A total of 12 propositions are on California’s Nov. 3 ballot for registered voters to decide on. Of the 12, here are four that hold relevancy to the stakeholders of El Camino College.
California Proposition 15 — Increase on Commercial Property Tax:
This proposition suggests an split roll property tax between two state tax rates, one for residential and one for commercial properties. It would increase commercial property taxes from $8 billion to $12.5 billion, according to a report released by the California Legislative Analyst Office, an organization dedicated to analyzing the annual Governor’s budget.
If passed, $6 to $11.5 billion would be allocated to local governments and schools, of which 60% of the funds would go to cities, counties and special districts while 40% would go towards public schools and community colleges.
Opponents of the bill believe this introduction of a split roll property tax, would reduce the competitiveness of California’s property market, as it would be more expensive to own commercial property, and are concerned that the final cost of the tax will be passed on to consumers, according to a study released by The Tax Foundation, an independent tax policy non-profit.
However, proponents of the bill believe the tax increase is indispensable for the purpose of education and keeps smaller businesses safe as it only affects commercial properties worth more than $3 Million and excludes properties dedicated to agriculture.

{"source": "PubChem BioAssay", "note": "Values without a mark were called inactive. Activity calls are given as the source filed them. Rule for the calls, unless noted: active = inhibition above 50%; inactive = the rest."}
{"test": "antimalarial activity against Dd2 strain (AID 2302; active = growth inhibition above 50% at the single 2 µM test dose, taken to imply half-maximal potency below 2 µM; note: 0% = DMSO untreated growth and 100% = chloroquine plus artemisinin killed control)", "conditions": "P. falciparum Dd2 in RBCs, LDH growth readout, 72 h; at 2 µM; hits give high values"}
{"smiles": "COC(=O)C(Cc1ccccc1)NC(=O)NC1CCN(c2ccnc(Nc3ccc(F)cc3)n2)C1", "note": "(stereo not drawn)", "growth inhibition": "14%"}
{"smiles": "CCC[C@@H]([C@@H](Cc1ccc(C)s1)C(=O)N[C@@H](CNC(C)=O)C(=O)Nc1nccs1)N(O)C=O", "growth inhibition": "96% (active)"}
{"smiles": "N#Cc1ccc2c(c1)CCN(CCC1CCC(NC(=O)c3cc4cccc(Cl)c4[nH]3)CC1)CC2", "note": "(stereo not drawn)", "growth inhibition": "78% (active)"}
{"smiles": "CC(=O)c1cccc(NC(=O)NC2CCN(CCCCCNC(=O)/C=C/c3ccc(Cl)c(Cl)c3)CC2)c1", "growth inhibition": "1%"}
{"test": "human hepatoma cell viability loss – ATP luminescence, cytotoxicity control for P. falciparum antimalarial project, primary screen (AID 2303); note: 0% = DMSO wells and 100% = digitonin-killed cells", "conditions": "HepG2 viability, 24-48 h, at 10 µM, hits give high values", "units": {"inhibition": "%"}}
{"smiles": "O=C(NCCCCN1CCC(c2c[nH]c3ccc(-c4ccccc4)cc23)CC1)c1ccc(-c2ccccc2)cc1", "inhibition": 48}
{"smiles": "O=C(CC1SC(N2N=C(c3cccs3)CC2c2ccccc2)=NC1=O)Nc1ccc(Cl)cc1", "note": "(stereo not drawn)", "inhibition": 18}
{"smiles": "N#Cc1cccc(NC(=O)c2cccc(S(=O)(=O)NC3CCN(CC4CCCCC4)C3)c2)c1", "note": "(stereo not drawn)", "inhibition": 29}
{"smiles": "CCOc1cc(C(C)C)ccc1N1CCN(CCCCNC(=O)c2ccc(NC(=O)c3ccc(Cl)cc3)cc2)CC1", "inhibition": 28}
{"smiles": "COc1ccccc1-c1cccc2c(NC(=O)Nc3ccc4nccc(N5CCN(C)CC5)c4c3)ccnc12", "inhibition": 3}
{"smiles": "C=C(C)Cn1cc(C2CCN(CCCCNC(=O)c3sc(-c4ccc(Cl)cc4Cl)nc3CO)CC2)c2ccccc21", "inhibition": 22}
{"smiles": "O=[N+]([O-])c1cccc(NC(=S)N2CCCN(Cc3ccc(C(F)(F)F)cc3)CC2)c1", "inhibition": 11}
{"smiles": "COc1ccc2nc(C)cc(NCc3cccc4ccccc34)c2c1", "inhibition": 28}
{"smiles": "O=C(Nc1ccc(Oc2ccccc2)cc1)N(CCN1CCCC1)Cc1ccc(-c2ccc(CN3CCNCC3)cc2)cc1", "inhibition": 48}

Angel Tena, 20, communications major at El Camino College, believes the tax increase would be useful for not only academic education but political education as well.
“It’s a question about education and that’s what this bill is about,” Tena said. “What I like about it [Proposition 15] is it specifically highlights public colleges, unlike other pieces of legislature pushed by the state of California,” Tena said.
California Proposition 16 — Legalizing Affirmative Action:
This proposition suggests legalizing Affirmative action by repealing the 1996 Proportion 209, which says the state can’t discriminate people due to their race, ethnicity, color, sex, or national origin, in public education and employment, according to BallotPedia, an American politics encyclopedia.
Measure 16 would allow the government to consider these factors when addressing diversity, for example, on college campuses seeking to meet higher diversity rates.
ECC has been making efforts towards equitable action with the creation of president Dena Maloney’s Advisory Committee on Race and Equity, and faculty and staff participation in the “Equity Now!” USC seminar, according to the Sept. 8 President’s Report.
Opponents of proposition 16 fear that repelling proposition 209 would allow the state to discriminate Californians on the basis on race, ethnicity, color, sex, or national origin, according to the Official Voter Information Guide
Proponents believe proposition 16 would allow for wider access to employment, higher wages, and better education. Fighting systematic racism and expanding opportunities for people of color and women, according to the same Information Guide page.
Proposition 16 would not infringe on federal laws which ban “unlawful discrimination” or those which guarantee “equal protection,” according to BallotPedia.